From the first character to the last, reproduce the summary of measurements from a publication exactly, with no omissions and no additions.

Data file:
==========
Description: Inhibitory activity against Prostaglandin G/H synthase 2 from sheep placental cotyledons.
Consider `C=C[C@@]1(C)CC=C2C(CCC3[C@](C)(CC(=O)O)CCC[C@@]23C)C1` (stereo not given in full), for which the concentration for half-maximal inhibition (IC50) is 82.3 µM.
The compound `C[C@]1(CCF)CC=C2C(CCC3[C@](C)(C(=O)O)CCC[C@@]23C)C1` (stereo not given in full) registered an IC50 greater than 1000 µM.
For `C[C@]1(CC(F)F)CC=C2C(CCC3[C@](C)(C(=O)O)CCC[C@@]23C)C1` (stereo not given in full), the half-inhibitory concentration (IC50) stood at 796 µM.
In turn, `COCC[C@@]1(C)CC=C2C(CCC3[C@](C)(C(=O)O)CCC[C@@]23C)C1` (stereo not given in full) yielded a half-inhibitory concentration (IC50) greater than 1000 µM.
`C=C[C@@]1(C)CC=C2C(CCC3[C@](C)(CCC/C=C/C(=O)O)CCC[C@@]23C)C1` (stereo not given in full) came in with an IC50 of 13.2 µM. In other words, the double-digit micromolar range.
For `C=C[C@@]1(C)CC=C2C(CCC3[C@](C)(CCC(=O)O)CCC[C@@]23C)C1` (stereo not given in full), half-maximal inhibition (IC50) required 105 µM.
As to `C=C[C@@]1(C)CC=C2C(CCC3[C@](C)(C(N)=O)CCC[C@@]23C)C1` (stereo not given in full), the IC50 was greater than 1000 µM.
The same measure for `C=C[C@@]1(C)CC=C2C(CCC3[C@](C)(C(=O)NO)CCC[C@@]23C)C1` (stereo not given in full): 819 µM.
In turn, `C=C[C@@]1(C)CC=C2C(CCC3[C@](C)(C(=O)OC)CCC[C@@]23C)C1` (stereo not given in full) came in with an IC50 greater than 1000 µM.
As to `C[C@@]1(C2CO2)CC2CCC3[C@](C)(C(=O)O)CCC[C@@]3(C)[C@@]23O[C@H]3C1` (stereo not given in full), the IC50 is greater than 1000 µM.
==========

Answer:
Description: Inhibitory activity against Prostaglandin G/H synthase 2 from sheep placental cotyledons.
Consider `C=C[C@@]1(C)CC=C2C(CCC3[C@](C)(CC(=O)O)CCC[C@@]23C)C1` (stereo not given in full), for which the concentration for half-maximal inhibition (IC50) is 82.3 µM.
The compound `C[C@]1(CCF)CC=C2C(CCC3[C@](C)(C(=O)O)CCC[C@@]23C)C1` (stereo not given in full) registered an IC50 greater than 1000 µM.
For `C[C@]1(CC(F)F)CC=C2C(CCC3[C@](C)(C(=O)O)CCC[C@@]23C)C1` (stereo not given in full), the half-inhibitory concentration (IC50) stood at 796 µM.
In turn, `COCC[C@@]1(C)CC=C2C(CCC3[C@](C)(C(=O)O)CCC[C@@]23C)C1` (stereo not given in full) yielded a half-inhibitory concentration (IC50) greater than 1000 µM.
`C=C[C@@]1(C)CC=C2C(CCC3[C@](C)(CCC/C=C/C(=O)O)CCC[C@@]23C)C1` (stereo not given in full) came in with an IC50 of 13.2 µM. In other words, the double-digit micromolar range.
For `C=C[C@@]1(C)CC=C2C(CCC3[C@](C)(CCC(=O)O)CCC[C@@]23C)C1` (stereo not given in full), half-maximal inhibition (IC50) required 105 µM.
As to `C=C[C@@]1(C)CC=C2C(CCC3[C@](C)(C(N)=O)CCC[C@@]23C)C1` (stereo not given in full), the IC50 was greater than 1000 µM.
The same measure for `C=C[C@@]1(C)CC=C2C(CCC3[C@](C)(C(=O)NO)CCC[C@@]23C)C1` (stereo not given in full): 819 µM.
In turn, `C=C[C@@]1(C)CC=C2C(CCC3[C@](C)(C(=O)OC)CCC[C@@]23C)C1` (stereo not given in full) came in with an IC50 greater than 1000 µM.
As to `C[C@@]1(C2CO2)CC2CCC3[C@](C)(C(=O)O)CCC[C@@]3(C)[C@@]23O[C@H]3C1` (stereo not given in full), the IC50 is greater than 1000 µM.